Backscatter X-ray Technologies

Sticking with our travel theme, Backscatter X-rays are often found in airport body scanners.

Backscatter X-rays use two different detectors to measure beam absorption and penetration. This produces 2 images the operator reviews to find suspicious objects. The first, a transmission image, shows traditional X-ray beam absorption. The second, a backscatter image, forms when the beam bounces back towards the detector. Transmission images show heavy elements and Backscatter images show light elements.

It would seem like combining transmission and Backscatter would create the perfect X-ray scanner. But that isn’t the case. Backscatter X-rays are great for penetrating organic materials. That’s why they’re used in airport body scanners. Yet they struggle to penetrate heavier (i.e. metal) materials.

This means Backscatter machines that aren’t scanning people need to be two-sided. These systems need two sets of equipment to ensure penetration through dense objects. This can make Backscatter units more expensive than Standard and Dual-energy X-rays. And it explains why Backscatter is less common outside of airport body scanners.

Computerized Tomography (CT) Technologies

CTs are a lot like medical CAT scans – powerful and precise, but slower and more expensive than other X-rays.

CTs use many detectors installed on a rotating system that surrounds the scanned object. X-ray beams penetrate the target and the system’s rotation helps create 2D slices of the object. A conveyor then moves the object through the machine and captures multiple 2D slices. These slices are then combined in a computer to create a complete 3D image of the object.

The 3D image offers the operator fantastic spatial resolution and inspection tools. CTs can look past or around elements obstructing the operator’s view. This makes threats harder to hide since operators can just rotate the image and see around obstructions blocking their view.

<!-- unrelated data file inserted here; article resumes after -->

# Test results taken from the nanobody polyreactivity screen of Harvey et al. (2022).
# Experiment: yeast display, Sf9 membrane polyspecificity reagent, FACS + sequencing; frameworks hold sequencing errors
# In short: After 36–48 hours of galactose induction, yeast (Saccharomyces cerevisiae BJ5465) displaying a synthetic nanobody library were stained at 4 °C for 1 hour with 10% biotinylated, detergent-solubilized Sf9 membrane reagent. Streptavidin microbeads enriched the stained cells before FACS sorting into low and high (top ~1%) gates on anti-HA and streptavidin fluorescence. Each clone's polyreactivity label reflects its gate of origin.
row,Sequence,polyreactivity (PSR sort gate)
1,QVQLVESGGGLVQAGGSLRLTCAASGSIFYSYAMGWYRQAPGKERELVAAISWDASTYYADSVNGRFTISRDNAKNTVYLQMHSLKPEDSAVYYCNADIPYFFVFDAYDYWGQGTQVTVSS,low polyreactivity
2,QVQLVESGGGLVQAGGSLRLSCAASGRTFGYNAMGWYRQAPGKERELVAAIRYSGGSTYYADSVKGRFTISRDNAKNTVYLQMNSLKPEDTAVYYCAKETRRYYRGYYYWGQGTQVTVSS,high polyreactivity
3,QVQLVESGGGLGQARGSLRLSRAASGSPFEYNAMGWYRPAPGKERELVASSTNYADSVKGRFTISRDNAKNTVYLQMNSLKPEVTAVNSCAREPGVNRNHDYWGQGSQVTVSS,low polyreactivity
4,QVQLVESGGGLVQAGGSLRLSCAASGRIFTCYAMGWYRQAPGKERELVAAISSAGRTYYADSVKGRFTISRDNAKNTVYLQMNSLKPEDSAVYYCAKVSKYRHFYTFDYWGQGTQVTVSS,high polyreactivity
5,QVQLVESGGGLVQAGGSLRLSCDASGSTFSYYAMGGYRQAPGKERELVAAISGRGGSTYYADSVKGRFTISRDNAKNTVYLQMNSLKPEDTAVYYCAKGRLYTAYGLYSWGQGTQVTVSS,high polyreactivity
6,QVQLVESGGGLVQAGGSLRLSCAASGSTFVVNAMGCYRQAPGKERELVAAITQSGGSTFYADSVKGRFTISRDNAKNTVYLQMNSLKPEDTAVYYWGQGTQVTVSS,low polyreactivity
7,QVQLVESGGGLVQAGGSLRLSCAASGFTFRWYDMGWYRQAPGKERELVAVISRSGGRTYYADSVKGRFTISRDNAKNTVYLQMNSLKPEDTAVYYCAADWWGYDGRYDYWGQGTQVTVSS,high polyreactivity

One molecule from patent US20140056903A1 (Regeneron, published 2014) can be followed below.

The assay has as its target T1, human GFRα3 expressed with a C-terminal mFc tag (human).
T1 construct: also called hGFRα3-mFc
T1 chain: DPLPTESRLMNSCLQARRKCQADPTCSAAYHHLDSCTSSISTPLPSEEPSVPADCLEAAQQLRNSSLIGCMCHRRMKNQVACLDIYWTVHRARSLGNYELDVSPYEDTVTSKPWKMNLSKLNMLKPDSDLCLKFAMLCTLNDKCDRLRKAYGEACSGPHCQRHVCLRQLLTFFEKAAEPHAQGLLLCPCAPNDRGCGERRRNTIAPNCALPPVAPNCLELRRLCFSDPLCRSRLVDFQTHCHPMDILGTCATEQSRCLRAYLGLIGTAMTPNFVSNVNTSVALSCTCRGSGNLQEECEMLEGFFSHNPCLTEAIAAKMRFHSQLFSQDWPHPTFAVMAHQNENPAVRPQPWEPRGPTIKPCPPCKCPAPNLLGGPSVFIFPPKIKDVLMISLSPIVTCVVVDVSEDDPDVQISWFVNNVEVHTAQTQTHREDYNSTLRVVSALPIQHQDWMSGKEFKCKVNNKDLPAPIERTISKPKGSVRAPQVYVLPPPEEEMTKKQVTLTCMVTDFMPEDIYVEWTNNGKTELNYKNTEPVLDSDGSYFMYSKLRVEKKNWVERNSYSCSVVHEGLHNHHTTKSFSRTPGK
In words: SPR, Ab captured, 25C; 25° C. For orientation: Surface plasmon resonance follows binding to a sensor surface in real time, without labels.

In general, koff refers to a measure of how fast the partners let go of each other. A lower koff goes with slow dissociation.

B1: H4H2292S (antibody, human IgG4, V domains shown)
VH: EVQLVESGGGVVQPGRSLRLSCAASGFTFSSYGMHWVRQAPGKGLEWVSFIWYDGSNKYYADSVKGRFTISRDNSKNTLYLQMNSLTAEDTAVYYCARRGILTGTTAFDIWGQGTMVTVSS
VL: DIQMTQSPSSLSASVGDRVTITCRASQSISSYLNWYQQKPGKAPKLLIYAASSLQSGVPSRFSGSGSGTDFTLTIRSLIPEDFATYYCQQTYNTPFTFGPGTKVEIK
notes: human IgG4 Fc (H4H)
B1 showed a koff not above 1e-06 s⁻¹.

This powerful imaging technology comes at a price, though. 3D CT systems cost more than most other X-ray scanners. It also takes extra time to compute and generate 3D images. This reduces throughput, making CT less-than-ideal for locations that need quick inspections.

There you have it – a quick overview of the four most common X-ray technologies. There are variations of these systems, but most scanners fall into one of the four X-ray types. Keep this reference handy the next time you’re evaluating X-ray systems. And then contact our helpful Astrophysics, Inc. sales reps who will help you find the perfect scanner for your security needs.


Astrophysics, Inc. makes hidden threats visible. We manufacture leading X-ray security scanners and offer cutting-edge imaging for any application and budget. Operators in 138 countries use our advanced system features, including 6-Color Imaging and Picture Perfect functionality, to detect threats and contraband hidden within everything from suitcases to cargo containers. Astrophysics, Inc. units adhere to rigorous industry specifications, and we offer TSA- and ECAC-qualified scanners for any security mission. Follow us on Twitter and LinkedIn for the latest news and X-ray product updates.